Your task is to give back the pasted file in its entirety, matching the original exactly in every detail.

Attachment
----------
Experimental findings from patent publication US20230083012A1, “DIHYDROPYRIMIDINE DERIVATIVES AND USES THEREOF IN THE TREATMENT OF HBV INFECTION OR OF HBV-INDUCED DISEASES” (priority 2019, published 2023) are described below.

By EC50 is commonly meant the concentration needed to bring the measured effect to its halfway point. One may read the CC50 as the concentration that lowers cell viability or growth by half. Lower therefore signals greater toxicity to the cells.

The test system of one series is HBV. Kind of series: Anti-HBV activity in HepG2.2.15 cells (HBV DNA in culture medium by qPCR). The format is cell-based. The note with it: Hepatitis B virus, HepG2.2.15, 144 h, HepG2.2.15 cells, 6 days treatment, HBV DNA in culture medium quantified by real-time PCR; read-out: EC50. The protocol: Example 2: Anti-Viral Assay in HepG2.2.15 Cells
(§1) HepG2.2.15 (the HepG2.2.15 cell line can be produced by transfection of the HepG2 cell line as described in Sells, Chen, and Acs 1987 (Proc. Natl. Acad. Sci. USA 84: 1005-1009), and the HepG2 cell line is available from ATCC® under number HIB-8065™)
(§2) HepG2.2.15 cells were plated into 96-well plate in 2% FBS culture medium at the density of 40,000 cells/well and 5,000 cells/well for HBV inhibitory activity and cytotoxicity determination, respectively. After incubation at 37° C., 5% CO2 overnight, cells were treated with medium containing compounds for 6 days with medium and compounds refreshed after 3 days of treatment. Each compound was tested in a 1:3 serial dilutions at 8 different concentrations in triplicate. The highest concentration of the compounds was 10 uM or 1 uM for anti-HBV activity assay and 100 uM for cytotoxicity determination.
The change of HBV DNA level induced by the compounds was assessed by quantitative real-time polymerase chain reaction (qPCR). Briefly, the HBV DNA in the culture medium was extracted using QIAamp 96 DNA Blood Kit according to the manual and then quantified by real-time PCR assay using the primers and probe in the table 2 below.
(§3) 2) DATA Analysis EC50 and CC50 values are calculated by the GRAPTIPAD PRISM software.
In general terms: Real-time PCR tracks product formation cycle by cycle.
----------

Experimental findings from patent publication US20230083012A1, “DIHYDROPYRIMIDINE DERIVATIVES AND USES THEREOF IN THE TREATMENT OF HBV INFECTION OR OF HBV-INDUCED DISEASES” (priority 2019, published 2023) are described below.

By EC50 is commonly meant the concentration needed to bring the measured effect to its halfway point. One may read the CC50 as the concentration that lowers cell viability or growth by half. Lower therefore signals greater toxicity to the cells.

The test system of one series is HBV. Kind of series: Anti-HBV activity in HepG2.2.15 cells (HBV DNA in culture medium by qPCR). The format is cell-based. The note with it: Hepatitis B virus, HepG2.2.15, 144 h, HepG2.2.15 cells, 6 days treatment, HBV DNA in culture medium quantified by real-time PCR; read-out: EC50. The protocol: Example 2: Anti-Viral Assay in HepG2.2.15 Cells
(§1) HepG2.2.15 (the HepG2.2.15 cell line can be produced by transfection of the HepG2 cell line as described in Sells, Chen, and Acs 1987 (Proc. Natl. Acad. Sci. USA 84: 1005-1009), and the HepG2 cell line is available from ATCC® under number HIB-8065™)
(§2) HepG2.2.15 cells were plated into 96-well plate in 2% FBS culture medium at the density of 40,000 cells/well and 5,000 cells/well for HBV inhibitory activity and cytotoxicity determination, respectively. After incubation at 37° C., 5% CO2 overnight, cells were treated with medium containing compounds for 6 days with medium and compounds refreshed after 3 days of treatment. Each compound was tested in a 1:3 serial dilutions at 8 different concentrations in triplicate. The highest concentration of the compounds was 10 uM or 1 uM for anti-HBV activity assay and 100 uM for cytotoxicity determination.
The change of HBV DNA level induced by the compounds was assessed by quantitative real-time polymerase chain reaction (qPCR). Briefly, the HBV DNA in the culture medium was extracted using QIAamp 96 DNA Blood Kit according to the manual and then quantified by real-time PCR assay using the primers and probe in the table 2 below.
(§3) 2) DATA Analysis EC50 and CC50 values are calculated by the GRAPTIPAD PRISM software.
In general terms: Real-time PCR tracks product formation cycle by cycle.